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Alton Brown's Favorite Food-Themed Movies

Alton Brown's Top 6 Food-Themed Films That You Can Binge-Watch

On Nov. 12-13, Alton Brown screened six food-centric films of his choosing at New York City's The Metrograph and introduced his picks in person. On the event page, Alton explains, "Long before I picked up a pan and got in front of the camera, I lived my life behind one, as a cinematographer and a commercial director. So while most folks got their food fix in restaurants, I fed my fascination in a cinema seat. Movies about food and cooking have always fascinated me and I've long dreamt of mounting a 'food on film' series." Though the Food-on-Film event has passed, lucky for all of us Alton fans, all of the movies are available to watch online. Read about Alton's collection below and check out the links to rent / watch the films.

  1. Babette's Feast ($4): "Although Gabriel Axel's 1987 classic is usually cited for its painterly food photography, what gets me is the sense of service and hospitality. Unbeknownst to the isolated Danish sisters who have taken her in, Babette is a famed Parisian chef. When circumstance arise that allow her to prepare a meal for her hosts and friends, Babette serves them with the kind of gracious humility that true chefs embody."
  2. Eat Drink Man Woman ($4) "Ang Lee's family fable about a master chef and his three daughters is the best movie ever made about how food can connect generations. The cooking scenes (rapturously shot by cinematographer Jon Lin) capture the magic and majesty of Taiwanese cuisine but it's the quiet, world weary performance by Sihung Lung as the elder chef that makes this film a must."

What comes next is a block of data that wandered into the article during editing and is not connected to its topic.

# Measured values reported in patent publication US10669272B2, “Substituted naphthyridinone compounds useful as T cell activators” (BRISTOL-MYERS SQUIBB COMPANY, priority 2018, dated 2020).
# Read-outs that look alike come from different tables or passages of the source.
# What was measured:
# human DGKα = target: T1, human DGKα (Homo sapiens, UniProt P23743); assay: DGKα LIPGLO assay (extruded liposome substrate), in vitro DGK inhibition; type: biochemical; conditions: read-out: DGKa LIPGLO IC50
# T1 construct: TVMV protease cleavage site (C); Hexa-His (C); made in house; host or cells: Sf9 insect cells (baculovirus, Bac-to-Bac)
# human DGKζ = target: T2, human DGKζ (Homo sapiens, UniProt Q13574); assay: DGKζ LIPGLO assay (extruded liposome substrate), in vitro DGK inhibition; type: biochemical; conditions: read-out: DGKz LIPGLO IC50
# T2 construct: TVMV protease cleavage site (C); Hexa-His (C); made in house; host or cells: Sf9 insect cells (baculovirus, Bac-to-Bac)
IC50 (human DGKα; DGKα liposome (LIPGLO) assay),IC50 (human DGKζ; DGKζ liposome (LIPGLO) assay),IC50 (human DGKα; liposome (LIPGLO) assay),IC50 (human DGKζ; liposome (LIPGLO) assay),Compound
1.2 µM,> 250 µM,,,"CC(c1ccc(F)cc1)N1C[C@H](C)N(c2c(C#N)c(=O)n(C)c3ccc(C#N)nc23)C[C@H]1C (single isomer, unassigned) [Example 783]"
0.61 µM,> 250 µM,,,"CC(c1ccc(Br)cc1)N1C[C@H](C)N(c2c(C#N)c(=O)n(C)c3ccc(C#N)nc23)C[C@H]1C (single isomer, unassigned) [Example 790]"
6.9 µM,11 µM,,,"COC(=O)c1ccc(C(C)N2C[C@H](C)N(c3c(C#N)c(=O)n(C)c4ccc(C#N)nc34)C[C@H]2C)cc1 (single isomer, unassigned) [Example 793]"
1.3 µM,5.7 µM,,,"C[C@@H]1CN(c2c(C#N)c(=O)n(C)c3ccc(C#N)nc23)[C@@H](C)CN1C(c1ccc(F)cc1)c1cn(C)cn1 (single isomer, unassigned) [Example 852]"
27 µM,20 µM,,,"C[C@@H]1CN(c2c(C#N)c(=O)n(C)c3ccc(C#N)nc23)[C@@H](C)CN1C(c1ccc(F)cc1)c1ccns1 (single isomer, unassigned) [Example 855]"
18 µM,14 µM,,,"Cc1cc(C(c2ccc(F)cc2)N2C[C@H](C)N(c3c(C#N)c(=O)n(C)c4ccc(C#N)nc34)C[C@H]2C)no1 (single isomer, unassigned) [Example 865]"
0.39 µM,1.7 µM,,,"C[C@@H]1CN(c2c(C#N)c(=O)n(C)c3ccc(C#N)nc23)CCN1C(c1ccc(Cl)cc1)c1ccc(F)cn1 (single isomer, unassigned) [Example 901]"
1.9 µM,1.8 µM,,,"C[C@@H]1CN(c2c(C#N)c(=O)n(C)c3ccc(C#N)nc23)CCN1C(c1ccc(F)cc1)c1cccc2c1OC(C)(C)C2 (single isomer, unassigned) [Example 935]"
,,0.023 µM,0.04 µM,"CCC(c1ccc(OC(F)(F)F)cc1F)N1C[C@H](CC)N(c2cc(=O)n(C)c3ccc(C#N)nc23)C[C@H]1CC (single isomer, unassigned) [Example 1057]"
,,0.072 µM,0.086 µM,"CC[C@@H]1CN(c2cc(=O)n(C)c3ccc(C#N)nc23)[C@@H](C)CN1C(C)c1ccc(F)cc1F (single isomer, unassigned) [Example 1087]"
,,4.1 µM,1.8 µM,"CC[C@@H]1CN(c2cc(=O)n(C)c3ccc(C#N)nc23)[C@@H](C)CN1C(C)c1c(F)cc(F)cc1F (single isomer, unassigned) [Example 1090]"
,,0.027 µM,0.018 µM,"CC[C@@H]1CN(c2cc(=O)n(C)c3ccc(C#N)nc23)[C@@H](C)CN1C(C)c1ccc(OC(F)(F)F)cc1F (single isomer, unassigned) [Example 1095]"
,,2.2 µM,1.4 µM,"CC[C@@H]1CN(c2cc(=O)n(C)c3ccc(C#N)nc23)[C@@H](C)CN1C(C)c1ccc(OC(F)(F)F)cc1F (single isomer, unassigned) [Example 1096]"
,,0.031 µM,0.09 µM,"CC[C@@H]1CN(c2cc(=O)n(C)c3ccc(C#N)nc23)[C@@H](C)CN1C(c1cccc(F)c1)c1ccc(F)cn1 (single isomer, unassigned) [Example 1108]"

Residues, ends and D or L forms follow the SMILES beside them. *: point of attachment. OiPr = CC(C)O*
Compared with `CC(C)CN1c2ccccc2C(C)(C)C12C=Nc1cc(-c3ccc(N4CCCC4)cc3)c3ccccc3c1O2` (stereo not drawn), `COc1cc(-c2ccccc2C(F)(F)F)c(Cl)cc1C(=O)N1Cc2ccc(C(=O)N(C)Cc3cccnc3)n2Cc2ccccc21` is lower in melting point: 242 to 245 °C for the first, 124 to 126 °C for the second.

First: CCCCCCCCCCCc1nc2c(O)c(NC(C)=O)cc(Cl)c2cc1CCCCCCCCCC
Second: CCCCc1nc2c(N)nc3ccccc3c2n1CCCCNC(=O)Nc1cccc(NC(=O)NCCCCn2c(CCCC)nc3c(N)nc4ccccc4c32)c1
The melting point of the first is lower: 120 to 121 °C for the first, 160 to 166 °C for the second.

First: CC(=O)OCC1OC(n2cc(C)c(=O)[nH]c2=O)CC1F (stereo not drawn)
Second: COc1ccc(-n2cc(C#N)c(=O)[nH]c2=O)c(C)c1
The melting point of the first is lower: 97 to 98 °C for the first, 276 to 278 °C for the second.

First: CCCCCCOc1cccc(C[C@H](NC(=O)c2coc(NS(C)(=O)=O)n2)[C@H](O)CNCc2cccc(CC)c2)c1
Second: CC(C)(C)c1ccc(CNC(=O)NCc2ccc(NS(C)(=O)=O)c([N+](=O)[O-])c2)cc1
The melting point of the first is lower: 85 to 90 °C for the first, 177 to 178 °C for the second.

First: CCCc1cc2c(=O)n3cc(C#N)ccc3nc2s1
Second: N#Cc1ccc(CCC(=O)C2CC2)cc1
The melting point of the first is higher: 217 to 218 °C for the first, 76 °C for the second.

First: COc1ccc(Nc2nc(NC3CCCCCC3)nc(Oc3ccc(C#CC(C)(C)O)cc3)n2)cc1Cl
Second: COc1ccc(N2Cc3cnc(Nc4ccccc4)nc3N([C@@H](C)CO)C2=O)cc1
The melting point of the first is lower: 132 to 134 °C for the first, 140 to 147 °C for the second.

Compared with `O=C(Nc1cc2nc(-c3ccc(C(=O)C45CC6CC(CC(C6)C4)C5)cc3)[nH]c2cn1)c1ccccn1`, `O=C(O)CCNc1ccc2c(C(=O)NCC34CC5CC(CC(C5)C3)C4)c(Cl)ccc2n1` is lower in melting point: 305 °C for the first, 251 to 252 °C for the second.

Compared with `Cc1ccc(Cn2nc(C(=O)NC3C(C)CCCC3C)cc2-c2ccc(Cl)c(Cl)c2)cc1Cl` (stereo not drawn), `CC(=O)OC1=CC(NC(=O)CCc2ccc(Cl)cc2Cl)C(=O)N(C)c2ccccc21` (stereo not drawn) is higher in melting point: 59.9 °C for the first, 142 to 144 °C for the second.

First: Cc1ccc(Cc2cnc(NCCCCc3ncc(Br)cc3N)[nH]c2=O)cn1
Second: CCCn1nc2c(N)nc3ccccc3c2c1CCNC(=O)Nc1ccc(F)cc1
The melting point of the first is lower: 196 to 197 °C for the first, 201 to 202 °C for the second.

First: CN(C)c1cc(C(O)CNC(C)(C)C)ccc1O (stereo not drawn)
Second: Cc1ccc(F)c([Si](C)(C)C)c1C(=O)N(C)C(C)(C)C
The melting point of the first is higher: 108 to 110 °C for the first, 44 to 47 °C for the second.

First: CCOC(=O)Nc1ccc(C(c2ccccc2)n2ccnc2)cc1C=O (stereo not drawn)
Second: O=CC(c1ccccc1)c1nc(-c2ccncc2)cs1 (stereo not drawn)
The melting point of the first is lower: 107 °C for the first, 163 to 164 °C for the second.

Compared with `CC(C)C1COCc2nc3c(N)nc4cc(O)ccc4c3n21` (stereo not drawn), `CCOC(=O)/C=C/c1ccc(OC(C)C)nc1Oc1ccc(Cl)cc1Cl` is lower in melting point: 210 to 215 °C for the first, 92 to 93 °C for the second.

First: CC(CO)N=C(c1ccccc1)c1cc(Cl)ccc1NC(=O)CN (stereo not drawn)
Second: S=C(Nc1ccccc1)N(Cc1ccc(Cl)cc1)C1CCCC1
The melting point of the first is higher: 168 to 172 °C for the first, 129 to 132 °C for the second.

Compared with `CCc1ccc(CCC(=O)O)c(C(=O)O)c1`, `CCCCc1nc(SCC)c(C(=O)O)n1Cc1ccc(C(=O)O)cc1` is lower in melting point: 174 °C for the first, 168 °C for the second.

3. Big Night ($4) "Stanley Tucci's labor of love is not about Italian cuisine; it's not about love or brotherhood, tradition or compromise, Louis Prima or the creation of Timpano Maccheroni. Big Night is about getting up in the morning after you've gotten your ass kicked and making breakfast. The final shot is my favorite cooking scene in all of cinema."
  4. Garlic Is as Good as Ten Mothers (free) "Les Blank pretty much created the genre of food documentary with this 1980 love-letter to the stinking rose. Featuring a young Alice Waters, and a host of No-Cal foodies, 10 Mothers is both quaint and quixotic. The scenes filmed at the Gilroy Garlic Festival always remind me of a gustatory Woodstock."
  5. God of Cookery (free) "Before there was Shaolin Soccer or Kung Fu Hustle there was God of Cookery. Although Chow was still developing his manic shooting style, with occasionally rough results, this tale of a pompous celebrity chef's fall and eventual redemption is imaginative and hilarious. A day didn't go by on the set of Iron Chef America that I didn't think about this film."
  6. Cook-Thief-Wife and Her Lover ($3) "Although I've read that Peter Greenaway intended this tale of haute cuisine, sex, violence, revenge and cannibalism as an allegory for Thatcherism, I just dig it for the painterly compositions, the rapturous kitchen scenes (I've never worked in one like that), the crazy as a loon performance by Michael Gambon (Harry Potter fans hold your sorting hats), and the smokin' hot Helen Mirren in Jean-Paul Gaultier."
Image Source: Orion/Courtesy Everett Collection
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